Each week a company produces X units and sells p per cent of its
stock. How should the company plan its warehouse space?
Are these statistical statements sometimes, always or never true?
Or it is impossible to say?
The probability that a passenger books a flight and does not turn
up is 0.05. For an aeroplane with 400 seats how many tickets can be
sold so that only 1% of flights are over-booked?
Which line graph, equations and physical processes go together?
Why MUST these statistical statements probably be at least a little
Invent scenarios which would give rise to these probability density functions.
Find the distance of the shortest air route at an altitude of 6000
metres between London and Cape Town given the latitudes and
longitudes. A simple application of scalar products of vectors.
Here are several equations from real life. Can you work out which measurements are possible from each equation?
This is our collection of tasks on the mathematical theme of 'Population Dynamics' for advanced students and those interested in mathematical modelling.
How efficiently can you pack together disks?
Work with numbers big and small to estimate and calculate various quantities in physical contexts.
Get further into power series using the fascinating Bessel's equation.
How is the length of time between the birth of an animal and the birth of its great great ... great grandparent distributed?
Was it possible that this dangerous driving penalty was issued in
How would you go about estimating populations of dolphins?
Many physical constants are only known to a certain accuracy. Explore the numerical error bounds in the mass of water and its constituents.
Formulate and investigate a simple mathematical model for the design of a table mat.
Can you suggest a curve to fit some experimental data? Can you work out where the data might have come from?
Get some practice using big and small numbers in chemistry.
To investigate the relationship between the distance the ruler drops and the time taken, we need to do some mathematical modelling...
See how enormously large quantities can cancel out to give a good
approximation to the factorial function.
Go on a vector walk and determine which points on the walk are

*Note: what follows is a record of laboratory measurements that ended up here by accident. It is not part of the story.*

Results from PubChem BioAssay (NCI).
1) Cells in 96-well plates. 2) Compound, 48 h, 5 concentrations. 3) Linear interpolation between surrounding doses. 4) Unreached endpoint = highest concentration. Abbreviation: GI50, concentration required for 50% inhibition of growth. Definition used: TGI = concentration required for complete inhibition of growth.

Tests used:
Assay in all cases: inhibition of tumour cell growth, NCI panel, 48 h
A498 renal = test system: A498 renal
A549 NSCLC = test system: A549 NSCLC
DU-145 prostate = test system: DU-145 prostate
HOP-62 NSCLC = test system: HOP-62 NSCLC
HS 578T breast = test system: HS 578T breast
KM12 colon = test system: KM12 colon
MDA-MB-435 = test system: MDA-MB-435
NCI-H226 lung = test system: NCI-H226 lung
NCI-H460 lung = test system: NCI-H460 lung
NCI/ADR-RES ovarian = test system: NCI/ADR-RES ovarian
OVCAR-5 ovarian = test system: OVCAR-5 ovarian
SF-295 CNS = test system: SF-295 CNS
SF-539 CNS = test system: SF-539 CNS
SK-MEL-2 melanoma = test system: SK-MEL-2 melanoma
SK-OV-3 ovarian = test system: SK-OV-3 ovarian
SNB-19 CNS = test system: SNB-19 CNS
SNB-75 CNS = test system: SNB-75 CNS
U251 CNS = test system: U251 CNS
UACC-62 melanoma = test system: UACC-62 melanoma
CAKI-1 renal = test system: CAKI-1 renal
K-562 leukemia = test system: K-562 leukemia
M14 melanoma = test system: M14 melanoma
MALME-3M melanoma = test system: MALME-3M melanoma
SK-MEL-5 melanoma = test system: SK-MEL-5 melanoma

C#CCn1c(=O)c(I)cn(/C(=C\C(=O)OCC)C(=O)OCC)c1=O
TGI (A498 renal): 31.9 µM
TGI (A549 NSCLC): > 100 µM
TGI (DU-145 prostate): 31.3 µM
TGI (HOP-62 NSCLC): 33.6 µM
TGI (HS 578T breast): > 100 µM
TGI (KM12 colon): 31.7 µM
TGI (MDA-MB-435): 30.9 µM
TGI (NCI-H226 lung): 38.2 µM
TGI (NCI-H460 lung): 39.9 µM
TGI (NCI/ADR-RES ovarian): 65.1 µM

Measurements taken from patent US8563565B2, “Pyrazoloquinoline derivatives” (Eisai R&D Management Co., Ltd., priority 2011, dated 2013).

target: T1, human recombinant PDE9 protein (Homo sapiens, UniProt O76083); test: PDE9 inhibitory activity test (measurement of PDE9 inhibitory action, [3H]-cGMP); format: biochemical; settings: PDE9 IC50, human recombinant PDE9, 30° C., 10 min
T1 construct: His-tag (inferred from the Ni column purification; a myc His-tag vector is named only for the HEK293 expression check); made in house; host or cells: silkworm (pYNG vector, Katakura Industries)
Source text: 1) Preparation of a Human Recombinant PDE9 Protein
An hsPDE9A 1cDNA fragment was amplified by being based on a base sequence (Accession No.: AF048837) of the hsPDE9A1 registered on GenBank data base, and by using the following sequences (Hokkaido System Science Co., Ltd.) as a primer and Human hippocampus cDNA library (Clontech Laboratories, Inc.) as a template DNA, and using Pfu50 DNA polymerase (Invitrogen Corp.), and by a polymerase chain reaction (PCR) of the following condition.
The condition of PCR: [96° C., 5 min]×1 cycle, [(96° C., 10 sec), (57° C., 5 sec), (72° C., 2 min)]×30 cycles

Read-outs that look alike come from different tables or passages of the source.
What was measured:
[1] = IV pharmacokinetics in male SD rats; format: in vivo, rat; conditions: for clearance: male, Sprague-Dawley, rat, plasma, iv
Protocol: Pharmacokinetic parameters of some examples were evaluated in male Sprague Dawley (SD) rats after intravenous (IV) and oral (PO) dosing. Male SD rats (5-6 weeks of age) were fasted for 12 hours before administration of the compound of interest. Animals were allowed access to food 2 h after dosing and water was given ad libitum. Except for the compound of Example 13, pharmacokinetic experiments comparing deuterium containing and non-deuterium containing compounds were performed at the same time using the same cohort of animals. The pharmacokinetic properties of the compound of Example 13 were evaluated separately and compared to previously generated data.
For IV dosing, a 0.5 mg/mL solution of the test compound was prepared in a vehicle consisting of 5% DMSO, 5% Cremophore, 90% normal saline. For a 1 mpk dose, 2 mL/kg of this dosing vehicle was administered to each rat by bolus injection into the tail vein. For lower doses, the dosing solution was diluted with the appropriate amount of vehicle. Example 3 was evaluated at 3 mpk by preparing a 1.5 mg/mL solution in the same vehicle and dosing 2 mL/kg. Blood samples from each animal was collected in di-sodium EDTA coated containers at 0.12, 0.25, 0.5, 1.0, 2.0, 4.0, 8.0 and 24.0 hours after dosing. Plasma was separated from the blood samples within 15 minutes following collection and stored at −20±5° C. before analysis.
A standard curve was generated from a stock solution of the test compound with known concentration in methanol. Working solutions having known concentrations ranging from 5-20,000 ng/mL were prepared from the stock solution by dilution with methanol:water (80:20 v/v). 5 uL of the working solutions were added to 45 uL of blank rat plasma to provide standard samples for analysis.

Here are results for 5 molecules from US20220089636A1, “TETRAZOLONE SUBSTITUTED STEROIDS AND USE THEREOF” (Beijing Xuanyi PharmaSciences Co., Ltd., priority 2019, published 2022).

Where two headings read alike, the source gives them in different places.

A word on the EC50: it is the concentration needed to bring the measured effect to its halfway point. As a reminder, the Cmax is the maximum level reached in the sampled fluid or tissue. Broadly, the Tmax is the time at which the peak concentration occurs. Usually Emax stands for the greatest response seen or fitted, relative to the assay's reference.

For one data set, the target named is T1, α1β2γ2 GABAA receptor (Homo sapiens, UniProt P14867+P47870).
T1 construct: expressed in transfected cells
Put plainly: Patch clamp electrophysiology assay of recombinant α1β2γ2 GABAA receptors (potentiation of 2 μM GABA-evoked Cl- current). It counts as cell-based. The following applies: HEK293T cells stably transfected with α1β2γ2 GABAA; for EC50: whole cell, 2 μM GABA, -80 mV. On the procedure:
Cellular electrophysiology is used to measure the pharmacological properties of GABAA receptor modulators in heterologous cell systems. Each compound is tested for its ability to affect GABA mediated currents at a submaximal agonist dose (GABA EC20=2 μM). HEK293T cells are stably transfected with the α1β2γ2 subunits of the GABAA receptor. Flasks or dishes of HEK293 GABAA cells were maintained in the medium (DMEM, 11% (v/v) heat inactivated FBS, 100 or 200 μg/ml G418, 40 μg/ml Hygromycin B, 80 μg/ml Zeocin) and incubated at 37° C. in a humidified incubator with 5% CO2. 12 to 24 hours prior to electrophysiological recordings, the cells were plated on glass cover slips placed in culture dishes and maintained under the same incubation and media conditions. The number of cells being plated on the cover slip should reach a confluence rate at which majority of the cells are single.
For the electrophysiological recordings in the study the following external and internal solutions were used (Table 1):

closest to the origin.
Can you find the volumes of the mathematical vessels?
How much energy has gone into warming the planet?
By exploring the concept of scale invariance, find the probability
that a random piece of real data begins with a 1.
Look at the advanced way of viewing sin and cos through their power series.
Work with numbers big and small to estimate and calculate various quantities in biological contexts.
Analyse these beautiful biological images and attempt to rank them in size order.
Build up the concept of the Taylor series
Match the descriptions of physical processes to these differential
Explore the possibilities for reaction rates versus concentrations
with this non-linear differential equation
Explore the relationship between resistance and temperature
Are these estimates of physical quantities accurate?
Work with numbers big and small to estimate and calulate various quantities in biological contexts.
If a is the radius of the axle, b the radius of each ball-bearing, and c the radius of the hub, why does the number of ball bearings n determine the ratio c/a? Find a formula for c/a in terms of n.
An observer is on top of a lighthouse. How far from the foot of the lighthouse is the horizon that the observer can see?
A problem about genetics and the transmission of disease.
Can Jo make a gym bag for her trainers from the piece of fabric she has?
Could nanotechnology be used to see if an artery is blocked? Or is this just science fiction?
Explore the meaning behind the algebra and geometry of matrices
with these 10 individual problems.
Can you sketch these difficult curves, which have uses in
Explore the meaning of the scalar and vector cross products and see how the two are related.
Explore the properties of matrix transformations with these 10 stimulating questions.
Explore the shape of a square after it is transformed by the action
of a matrix.
Use the computer to model an epidemic. Try out public health policies to control the spread of the epidemic, to minimise the number of sick days and deaths.
Explore how matrices can fix vectors and vector directions.
This problem explores the biology behind Rudolph's glowing red nose.
Imagine different shaped vessels being filled. Can you work out
what the graphs of the water level should look like?
Learn about the link between logical arguments and electronic circuits. Investigate the logical connectives by making and testing your own circuits and fill in the blanks in truth tables to record. . . .
Which dilutions can you make using only 10ml pipettes?